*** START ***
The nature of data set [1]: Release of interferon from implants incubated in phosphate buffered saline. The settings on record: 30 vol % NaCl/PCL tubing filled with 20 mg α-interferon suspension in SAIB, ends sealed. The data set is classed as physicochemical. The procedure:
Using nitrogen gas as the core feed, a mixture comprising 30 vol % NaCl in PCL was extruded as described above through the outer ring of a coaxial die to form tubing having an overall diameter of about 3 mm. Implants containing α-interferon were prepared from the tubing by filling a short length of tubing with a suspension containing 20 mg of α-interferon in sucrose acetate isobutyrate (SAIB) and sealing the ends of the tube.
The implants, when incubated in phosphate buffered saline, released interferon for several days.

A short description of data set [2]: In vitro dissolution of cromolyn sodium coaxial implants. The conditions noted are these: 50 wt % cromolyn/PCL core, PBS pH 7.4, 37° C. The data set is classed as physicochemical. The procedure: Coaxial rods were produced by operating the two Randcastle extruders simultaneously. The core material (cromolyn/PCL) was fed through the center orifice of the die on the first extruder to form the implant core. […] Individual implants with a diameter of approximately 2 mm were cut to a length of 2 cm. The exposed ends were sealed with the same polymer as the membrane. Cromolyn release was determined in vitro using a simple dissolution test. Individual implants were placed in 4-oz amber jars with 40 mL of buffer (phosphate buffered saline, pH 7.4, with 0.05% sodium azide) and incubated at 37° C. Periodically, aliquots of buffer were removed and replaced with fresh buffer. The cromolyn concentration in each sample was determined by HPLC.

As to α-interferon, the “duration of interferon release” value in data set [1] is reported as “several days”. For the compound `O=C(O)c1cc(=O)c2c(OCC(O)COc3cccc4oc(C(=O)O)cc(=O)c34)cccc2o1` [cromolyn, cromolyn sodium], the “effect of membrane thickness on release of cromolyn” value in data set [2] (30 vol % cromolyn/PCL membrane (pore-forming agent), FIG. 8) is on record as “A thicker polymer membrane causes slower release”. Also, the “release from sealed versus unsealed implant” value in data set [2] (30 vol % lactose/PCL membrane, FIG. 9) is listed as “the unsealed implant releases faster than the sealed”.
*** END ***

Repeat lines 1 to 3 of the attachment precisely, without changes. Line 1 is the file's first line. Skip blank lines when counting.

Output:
The nature of data set [1]: Release of interferon from implants incubated in phosphate buffered saline. The settings on record: 30 vol % NaCl/PCL tubing filled with 20 mg α-interferon suspension in SAIB, ends sealed. The data set is classed as physicochemical. The procedure:
Using nitrogen gas as the core feed, a mixture comprising 30 vol % NaCl in PCL was extruded as described above through the outer ring of a coaxial die to form tubing having an overall diameter of about 3 mm. Implants containing α-interferon were prepared from the tubing by filling a short length of tubing with a suspension containing 20 mg of α-interferon in sucrose acetate isobutyrate (SAIB) and sealing the ends of the tube.
The implants, when incubated in phosphate buffered saline, released interferon for several days.